The Matrimonial Property Act (the “Act”) sets out how property is to be distributed between married spouses in Alberta upon their separation or divorce. The Act provides that property is to be distributed equally between spouses unless the property is enumerated as being (1) exempt or (2) distributable in a just and equitable manner.
Property acquired by a spouse before marriage is exempt from distribution and any property acquired by a spouse as a gift from the other spouse is to be distributed in a just and equitable manner. Engagement rings fall into both of these categories as being acquired by the wife prior to marriage and as a gift from the husband to the wife. As such, the ring remains property of the wife upon dissolution of the marriage and is not distributable as between spouses.
In keeping with the distribution scheme set out by the Act, it is a well-established principle in Case Law that engagement rings gifted from husband to wife prior to marriage are exempt from distribution.
A recent Alberta Court of Queen’s Bench decision clarifies further that both engagement rings and wedding rings are gifts from the husband to the wife prior the marriage and so are exempt from distribution as being property of the wife acquired prior to the marriage.
As always, there are exceptions to the rule:
Given the unusual circumstances set out in McManus v McCarthy, the Court felt a decision would have to be made considering the evidence presented and not using the normal rule under which engagement rings are not subject to distribution between the parties upon marriage breakdown.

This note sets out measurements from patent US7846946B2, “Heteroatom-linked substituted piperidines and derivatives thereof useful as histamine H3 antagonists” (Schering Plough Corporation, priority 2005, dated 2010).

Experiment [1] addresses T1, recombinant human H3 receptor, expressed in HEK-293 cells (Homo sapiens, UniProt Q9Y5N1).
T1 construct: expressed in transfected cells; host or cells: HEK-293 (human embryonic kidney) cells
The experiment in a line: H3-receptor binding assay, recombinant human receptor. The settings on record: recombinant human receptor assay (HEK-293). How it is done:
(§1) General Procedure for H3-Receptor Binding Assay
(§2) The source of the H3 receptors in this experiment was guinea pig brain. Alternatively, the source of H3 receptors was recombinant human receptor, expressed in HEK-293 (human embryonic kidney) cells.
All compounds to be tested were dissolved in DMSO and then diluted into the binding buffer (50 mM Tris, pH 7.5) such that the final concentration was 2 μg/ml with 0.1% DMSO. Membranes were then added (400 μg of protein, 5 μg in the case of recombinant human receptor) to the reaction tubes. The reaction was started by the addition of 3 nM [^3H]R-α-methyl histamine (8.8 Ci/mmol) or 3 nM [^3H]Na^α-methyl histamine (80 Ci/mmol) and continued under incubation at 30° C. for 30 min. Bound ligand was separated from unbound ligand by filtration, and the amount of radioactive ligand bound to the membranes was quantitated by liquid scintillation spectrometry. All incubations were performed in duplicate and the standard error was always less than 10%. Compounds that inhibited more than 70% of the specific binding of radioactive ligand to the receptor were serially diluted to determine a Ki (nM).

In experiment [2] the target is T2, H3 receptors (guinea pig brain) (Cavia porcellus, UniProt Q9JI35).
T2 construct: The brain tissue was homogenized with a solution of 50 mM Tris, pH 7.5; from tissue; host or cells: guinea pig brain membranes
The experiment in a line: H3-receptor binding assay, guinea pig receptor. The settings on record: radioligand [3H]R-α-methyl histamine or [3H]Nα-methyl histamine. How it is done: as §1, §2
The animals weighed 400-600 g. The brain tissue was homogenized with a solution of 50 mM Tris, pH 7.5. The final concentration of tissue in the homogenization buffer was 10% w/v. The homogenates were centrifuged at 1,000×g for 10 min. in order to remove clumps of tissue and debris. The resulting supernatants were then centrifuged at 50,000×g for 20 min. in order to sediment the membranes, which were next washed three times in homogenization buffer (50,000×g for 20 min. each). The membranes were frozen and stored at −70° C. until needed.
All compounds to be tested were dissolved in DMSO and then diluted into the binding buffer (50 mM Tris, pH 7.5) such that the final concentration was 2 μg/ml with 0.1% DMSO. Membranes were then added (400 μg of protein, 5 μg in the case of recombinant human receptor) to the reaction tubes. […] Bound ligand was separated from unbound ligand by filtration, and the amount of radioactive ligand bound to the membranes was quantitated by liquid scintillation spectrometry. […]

The parties had been engaged four times over 18 months and as a result the husband had purchased three rings. Upon the fourth proposal, and on three occasions in total, the husband made it clear to the wife that the ring was conditional on them remaining engaged and married and that the ring was to be returned to him in the event that their relationship ended. The parties were married, but separated just nine days later.
The Court made a finding that the ring was a gift by the husband to the wife conditional on the relationship continuing. The ring was returned to the husband.
What if the parties separate before marriage?
Engagement rings are viewed to be gifts conditional upon marriage. The Family Law Act sets out that fault as to why a marriage failed to occur is a relevant consideration in determining how an engagement ring is to be treated:
- 102 If a person makes a gift to another person in contemplation of or conditional on their marriage to each other and the marriage fails to occur, the question of whether the failure was the fault of the person making the gift shall not be considered in determining the right of that person to recover the gift.
In addition to fault, Courts have also considered whether a gifted ring is in fact conditional upon marriage, that being whether or not it is truly an “engagement” ring.